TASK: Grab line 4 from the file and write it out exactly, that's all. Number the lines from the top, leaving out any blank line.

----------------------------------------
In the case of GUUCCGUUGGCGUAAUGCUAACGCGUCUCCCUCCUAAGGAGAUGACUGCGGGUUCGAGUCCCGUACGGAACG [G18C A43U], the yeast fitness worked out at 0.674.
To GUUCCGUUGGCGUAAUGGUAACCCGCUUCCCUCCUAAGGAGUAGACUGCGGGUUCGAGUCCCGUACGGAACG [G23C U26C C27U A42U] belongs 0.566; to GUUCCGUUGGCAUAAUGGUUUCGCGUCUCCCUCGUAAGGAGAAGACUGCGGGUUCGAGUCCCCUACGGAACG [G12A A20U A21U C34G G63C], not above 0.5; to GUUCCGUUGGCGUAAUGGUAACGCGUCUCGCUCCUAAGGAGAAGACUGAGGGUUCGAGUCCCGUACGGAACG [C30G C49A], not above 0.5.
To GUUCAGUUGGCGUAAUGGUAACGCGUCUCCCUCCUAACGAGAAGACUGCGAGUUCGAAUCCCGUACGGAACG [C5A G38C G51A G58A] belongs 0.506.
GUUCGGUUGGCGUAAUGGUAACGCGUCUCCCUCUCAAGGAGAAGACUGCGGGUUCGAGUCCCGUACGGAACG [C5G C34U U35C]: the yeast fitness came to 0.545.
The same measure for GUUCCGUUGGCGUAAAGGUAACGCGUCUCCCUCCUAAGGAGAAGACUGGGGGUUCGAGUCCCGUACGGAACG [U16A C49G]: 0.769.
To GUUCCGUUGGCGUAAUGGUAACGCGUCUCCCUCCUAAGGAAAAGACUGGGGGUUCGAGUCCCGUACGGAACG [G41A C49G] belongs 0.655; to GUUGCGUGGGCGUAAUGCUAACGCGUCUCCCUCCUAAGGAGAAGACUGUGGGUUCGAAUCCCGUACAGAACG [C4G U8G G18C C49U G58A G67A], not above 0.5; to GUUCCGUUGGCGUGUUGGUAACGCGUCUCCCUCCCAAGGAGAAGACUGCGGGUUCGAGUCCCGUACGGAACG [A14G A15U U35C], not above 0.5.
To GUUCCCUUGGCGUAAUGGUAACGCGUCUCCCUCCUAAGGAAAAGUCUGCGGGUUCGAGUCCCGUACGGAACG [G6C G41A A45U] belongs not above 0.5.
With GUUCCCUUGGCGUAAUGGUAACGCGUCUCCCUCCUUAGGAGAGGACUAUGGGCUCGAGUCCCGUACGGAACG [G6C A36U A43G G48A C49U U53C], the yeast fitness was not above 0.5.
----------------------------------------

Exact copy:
GUUCGGUUGGCGUAAUGGUAACGCGUCUCCCUCUCAAGGAGAAGACUGCGGGUUCGAGUCCCGUACGGAACG [C5G C34U U35C]: the yeast fitness came to 0.545.